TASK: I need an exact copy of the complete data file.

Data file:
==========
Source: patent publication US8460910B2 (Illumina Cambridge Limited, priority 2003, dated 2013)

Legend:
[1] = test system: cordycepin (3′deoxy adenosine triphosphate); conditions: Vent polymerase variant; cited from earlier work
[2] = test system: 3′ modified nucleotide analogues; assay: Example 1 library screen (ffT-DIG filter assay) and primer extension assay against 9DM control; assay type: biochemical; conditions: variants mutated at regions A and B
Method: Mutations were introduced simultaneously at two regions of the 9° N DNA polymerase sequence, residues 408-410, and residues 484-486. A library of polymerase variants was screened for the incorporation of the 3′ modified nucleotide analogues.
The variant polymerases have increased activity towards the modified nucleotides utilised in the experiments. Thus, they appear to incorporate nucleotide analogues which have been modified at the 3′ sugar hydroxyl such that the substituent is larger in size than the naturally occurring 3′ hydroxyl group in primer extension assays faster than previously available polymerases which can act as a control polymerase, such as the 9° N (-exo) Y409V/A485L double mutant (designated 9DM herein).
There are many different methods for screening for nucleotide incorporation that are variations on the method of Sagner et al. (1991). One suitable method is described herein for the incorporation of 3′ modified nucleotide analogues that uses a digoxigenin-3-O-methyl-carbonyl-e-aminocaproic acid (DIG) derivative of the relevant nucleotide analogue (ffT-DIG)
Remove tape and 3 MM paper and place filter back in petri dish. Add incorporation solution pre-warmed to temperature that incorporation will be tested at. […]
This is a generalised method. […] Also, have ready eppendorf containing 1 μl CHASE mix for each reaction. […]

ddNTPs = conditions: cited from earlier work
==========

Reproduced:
Source: patent publication US8460910B2 (Illumina Cambridge Limited, priority 2003, dated 2013)

Legend:
[1] = test system: cordycepin (3′deoxy adenosine triphosphate); conditions: Vent polymerase variant; cited from earlier work
[2] = test system: 3′ modified nucleotide analogues; assay: Example 1 library screen (ffT-DIG filter assay) and primer extension assay against 9DM control; assay type: biochemical; conditions: variants mutated at regions A and B
Method: Mutations were introduced simultaneously at two regions of the 9° N DNA polymerase sequence, residues 408-410, and residues 484-486. A library of polymerase variants was screened for the incorporation of the 3′ modified nucleotide analogues.
The variant polymerases have increased activity towards the modified nucleotides utilised in the experiments. Thus, they appear to incorporate nucleotide analogues which have been modified at the 3′ sugar hydroxyl such that the substituent is larger in size than the naturally occurring 3′ hydroxyl group in primer extension assays faster than previously available polymerases which can act as a control polymerase, such as the 9° N (-exo) Y409V/A485L double mutant (designated 9DM herein).
There are many different methods for screening for nucleotide incorporation that are variations on the method of Sagner et al. (1991). One suitable method is described herein for the incorporation of 3′ modified nucleotide analogues that uses a digoxigenin-3-O-methyl-carbonyl-e-aminocaproic acid (DIG) derivative of the relevant nucleotide analogue (ffT-DIG)
Remove tape and 3 MM paper and place filter back in petri dish. Add incorporation solution pre-warmed to temperature that incorporation will be tested at. […]
This is a generalised method. […] Also, have ready eppendorf containing 1 μl CHASE mix for each reaction. […]

ddNTPs = conditions: cited from earlier work